Q: Where was the documentary shot?

A: Hawaii, Santa Fe, Taos, Rhode Island, New York City, Maine, Columbus Ohio, The Island of St. Vincents in the Grenadines, and Cambridge.

  Q: What was the best part of making it?

A: It was empowering to see an idea come to reality. Also, I worked hard to change some of the structures in my marriage so that I had more of a voice and more support for work that I valued. Even my husband was not so sure. My three sons went from being skeptical, mom, you cant even turn on a camera to being my biggest fans and supporters. Each worked on the film under the camera crew or in promotion.

Q: What does your husband think of the film?

A: He is very proud, but he sick to death of it, [laughs] but he thinks it is really, really good. He was a little worried when I was making it because it is a sensitive subject for men. Ive had so many men come up to me and say, this applies to my life. He was afraid it was going to be an attacking film, but it is far from it.

Q: What was the most challenging part of making this film?

A: Having people tell me over and over that there was no film there in the footage after I tried to find a new editor. Also, dealing with my husband who, while proud of me and supportive, was not entirely sure this was a wise way to spend time, money and energy.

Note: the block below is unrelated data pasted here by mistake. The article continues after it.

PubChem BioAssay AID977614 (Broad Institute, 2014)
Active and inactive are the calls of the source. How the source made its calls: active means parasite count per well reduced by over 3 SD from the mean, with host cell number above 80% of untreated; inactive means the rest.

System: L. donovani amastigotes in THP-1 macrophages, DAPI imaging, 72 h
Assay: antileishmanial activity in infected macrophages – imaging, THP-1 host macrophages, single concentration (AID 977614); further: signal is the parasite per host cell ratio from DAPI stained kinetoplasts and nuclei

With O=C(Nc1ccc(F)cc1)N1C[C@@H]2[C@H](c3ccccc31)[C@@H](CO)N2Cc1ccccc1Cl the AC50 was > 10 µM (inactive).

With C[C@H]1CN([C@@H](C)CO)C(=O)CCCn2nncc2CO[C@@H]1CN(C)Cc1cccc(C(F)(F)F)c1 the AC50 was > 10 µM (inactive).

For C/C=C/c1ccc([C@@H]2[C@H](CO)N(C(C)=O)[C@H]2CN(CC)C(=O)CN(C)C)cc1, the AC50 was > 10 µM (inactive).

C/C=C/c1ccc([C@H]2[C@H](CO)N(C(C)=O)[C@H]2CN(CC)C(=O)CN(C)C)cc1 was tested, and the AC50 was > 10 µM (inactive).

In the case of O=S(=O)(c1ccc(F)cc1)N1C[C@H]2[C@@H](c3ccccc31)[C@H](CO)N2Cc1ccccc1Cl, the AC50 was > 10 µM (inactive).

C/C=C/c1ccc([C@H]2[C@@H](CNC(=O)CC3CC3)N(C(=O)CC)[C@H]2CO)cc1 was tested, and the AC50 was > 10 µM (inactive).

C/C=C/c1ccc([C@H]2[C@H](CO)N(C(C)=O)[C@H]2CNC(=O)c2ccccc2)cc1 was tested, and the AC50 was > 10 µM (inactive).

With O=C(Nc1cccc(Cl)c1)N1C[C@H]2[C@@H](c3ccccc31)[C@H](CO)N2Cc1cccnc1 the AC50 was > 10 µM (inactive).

Q: Biggest misconception about film making?

A: Well, I think that one misconception is that film making is a lucrative endeavor. Very few documentaries make any money for their producers. Most films are made because the film maker has persuaded an investor to give the money to them. Another misconception is that you have to have connections in the film world to make it. I entered this world sideways and knew no one. But, I had an idea and was able to persuade both my interviewees and my eventual production team that we could make this happen. I found that the documentary world is very open to outsiders. In fact, many documentary filmmakers come at this from other disciplines. They make films because they have a particular story to tell.

Q: How does one write a documentary?